Let My People Go

One of the most important parts of the Passover story is when the Torah states, “Moses and Aaron went and said to Pharaoh, ‘Thus says the God of Israel: Let my people go.’” Throughout the Passover seder, we sing songs about this moment, remembering Moses’s pleas for the freedom of his people. The Hebrew name for Egypt is “Mitzrayim,” which means limitations or obstacles. Jerusalem on the other hand means “city of peace.” When we sing let my people go, we sing not only about freedom from Egypt, but freedom from all obstacles on the road to peace. 

This line will hold a very different weight at Passover seders this year, as, 3,000 years after Moses, we have taken up his call for the freedom of our people. For the last six months, Jews internationally have begged for the return of our 133 hostages from captivity in Gaza. Somehow, even all these years later, innocent people are still being held against their will, and detained from returning to their holy land, simply for being Jewish.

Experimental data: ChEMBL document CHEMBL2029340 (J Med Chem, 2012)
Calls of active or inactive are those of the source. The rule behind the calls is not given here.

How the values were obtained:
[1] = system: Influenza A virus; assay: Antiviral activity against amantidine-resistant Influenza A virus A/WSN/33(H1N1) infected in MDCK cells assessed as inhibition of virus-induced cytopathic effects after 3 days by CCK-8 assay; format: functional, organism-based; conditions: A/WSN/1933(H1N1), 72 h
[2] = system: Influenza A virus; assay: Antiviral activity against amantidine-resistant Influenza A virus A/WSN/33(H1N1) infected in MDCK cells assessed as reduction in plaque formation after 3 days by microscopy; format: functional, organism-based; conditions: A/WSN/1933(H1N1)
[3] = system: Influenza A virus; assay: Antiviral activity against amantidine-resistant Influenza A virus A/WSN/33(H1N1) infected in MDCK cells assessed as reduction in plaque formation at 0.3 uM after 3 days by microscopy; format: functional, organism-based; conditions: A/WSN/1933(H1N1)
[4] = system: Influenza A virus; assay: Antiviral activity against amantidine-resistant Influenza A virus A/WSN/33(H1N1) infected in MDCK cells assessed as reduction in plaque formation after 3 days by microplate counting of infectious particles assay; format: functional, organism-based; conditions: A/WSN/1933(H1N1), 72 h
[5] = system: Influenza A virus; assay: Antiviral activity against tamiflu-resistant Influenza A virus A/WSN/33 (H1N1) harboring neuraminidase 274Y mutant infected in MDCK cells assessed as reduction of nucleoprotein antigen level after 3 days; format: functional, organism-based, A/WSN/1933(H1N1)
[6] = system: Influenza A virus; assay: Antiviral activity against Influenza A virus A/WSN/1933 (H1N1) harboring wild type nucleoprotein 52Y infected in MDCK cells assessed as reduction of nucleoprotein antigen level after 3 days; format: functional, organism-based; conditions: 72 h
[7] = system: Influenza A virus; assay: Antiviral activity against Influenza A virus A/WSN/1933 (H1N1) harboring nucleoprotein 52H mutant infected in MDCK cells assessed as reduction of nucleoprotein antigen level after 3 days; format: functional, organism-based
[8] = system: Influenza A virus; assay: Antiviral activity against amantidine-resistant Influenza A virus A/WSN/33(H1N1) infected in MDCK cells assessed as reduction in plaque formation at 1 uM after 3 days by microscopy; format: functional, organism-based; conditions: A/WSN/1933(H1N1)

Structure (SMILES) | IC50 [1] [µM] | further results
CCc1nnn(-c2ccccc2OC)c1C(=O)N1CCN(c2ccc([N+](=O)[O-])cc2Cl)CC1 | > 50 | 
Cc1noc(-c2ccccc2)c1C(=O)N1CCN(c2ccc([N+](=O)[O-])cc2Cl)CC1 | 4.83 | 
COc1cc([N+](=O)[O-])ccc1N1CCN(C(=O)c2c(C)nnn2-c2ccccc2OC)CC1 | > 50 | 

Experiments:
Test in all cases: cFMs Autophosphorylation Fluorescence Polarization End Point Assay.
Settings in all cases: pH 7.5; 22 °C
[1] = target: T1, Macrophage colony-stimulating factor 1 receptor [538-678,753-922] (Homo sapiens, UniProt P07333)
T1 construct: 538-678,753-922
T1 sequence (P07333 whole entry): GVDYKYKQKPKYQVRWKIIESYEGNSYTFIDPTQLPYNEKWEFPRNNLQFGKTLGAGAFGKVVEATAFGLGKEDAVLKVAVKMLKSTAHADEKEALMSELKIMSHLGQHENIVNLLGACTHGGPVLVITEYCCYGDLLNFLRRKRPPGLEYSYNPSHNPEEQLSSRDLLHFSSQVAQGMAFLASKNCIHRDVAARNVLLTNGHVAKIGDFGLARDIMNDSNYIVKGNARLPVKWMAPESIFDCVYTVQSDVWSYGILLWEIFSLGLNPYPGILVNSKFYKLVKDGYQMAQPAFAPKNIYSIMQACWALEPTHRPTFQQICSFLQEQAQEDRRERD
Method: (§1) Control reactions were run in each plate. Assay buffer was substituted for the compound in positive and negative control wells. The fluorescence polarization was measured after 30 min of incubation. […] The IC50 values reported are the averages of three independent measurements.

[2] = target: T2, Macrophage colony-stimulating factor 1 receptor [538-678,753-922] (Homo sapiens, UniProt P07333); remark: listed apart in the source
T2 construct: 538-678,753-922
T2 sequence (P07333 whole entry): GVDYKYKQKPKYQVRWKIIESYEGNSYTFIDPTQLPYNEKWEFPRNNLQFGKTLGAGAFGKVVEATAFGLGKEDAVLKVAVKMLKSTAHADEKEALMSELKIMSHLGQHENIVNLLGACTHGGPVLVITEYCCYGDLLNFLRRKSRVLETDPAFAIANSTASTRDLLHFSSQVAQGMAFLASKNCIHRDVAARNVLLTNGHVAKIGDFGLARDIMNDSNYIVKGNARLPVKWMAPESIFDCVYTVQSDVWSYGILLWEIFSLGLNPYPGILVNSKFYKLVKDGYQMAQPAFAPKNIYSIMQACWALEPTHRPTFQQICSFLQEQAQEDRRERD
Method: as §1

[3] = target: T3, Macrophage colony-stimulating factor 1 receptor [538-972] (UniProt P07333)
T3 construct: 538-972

The Ten Plagues

Despite Moses’s pleas, Pharaoh refused to let the Jewish people go. The story goes that God then subjected the Egyptians to 10 plagues: water turning to blood, frogs, bugs, wild animals, disease, boils, hail, locusts, darkness and death of the firstborns. Passover received its name because of this plague; the word Pesach in Hebrew means to “pass over,” because God passed over the homes of the Israelites with the death of the firstborns. 

Many online have been bringing up comparisons between these plagues and events in the world. From the earthquake which hit New Jersey, New York, Pennsylvania and more, to the floods in Pittsburgh and other cities along the Ohio River, to the solar eclipse across North America on Monday the 8th; these strange events seem coincidentally timed with a holiday characterized by end-of-days events. This is especially ironic given that these plagues were sent after the refusal to let the Jewish people go. 

The Promised Land: Israel